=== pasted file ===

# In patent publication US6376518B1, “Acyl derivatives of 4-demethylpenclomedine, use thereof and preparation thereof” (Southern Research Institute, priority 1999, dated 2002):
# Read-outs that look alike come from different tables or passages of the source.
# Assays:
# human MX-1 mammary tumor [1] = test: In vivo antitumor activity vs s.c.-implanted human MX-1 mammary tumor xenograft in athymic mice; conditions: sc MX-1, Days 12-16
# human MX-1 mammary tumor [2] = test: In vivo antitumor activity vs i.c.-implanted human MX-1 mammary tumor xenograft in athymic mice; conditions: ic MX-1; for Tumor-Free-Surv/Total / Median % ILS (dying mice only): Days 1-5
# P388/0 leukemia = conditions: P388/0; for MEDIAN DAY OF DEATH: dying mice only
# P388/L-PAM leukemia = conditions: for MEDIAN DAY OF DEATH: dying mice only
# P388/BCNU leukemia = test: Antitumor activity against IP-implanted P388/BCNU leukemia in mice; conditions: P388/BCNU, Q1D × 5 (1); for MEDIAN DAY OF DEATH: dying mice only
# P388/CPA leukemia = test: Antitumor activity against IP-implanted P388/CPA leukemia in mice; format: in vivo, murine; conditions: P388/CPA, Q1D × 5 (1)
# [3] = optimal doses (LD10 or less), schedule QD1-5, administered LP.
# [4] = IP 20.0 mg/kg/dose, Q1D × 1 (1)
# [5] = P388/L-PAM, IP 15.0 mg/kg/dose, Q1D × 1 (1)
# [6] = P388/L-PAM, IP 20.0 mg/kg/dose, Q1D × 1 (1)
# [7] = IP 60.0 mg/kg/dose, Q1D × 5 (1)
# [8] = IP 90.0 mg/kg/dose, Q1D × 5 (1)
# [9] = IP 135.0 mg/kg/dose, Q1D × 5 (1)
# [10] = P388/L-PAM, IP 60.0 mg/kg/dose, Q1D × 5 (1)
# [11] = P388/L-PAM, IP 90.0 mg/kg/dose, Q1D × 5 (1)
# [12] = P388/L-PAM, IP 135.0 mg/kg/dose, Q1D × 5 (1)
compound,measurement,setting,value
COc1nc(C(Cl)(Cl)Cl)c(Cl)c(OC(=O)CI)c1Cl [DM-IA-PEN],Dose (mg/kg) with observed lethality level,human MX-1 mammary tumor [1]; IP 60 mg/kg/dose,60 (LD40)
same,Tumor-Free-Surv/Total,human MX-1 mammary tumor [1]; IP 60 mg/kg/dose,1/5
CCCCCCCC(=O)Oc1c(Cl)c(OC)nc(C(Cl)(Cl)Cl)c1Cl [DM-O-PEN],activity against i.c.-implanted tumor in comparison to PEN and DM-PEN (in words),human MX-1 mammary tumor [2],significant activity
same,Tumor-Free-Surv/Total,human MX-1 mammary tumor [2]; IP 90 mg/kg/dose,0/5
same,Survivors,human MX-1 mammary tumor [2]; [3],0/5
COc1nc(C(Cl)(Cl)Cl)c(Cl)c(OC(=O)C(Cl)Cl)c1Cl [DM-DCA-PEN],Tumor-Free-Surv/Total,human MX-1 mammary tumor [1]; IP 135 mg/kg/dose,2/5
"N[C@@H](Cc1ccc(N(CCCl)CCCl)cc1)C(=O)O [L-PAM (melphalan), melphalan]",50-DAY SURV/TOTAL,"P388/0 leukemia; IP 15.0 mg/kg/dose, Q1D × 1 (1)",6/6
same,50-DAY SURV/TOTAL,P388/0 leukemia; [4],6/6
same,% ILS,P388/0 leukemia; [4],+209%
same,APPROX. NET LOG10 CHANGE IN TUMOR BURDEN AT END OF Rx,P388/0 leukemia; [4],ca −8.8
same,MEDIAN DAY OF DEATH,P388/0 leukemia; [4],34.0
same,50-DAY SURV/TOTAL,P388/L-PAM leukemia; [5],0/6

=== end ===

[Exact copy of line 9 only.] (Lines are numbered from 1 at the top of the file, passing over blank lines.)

# P388/CPA leukemia = test: Antitumor activity against IP-implanted P388/CPA leukemia in mice; format: in vivo, murine; conditions: P388/CPA, Q1D × 5 (1)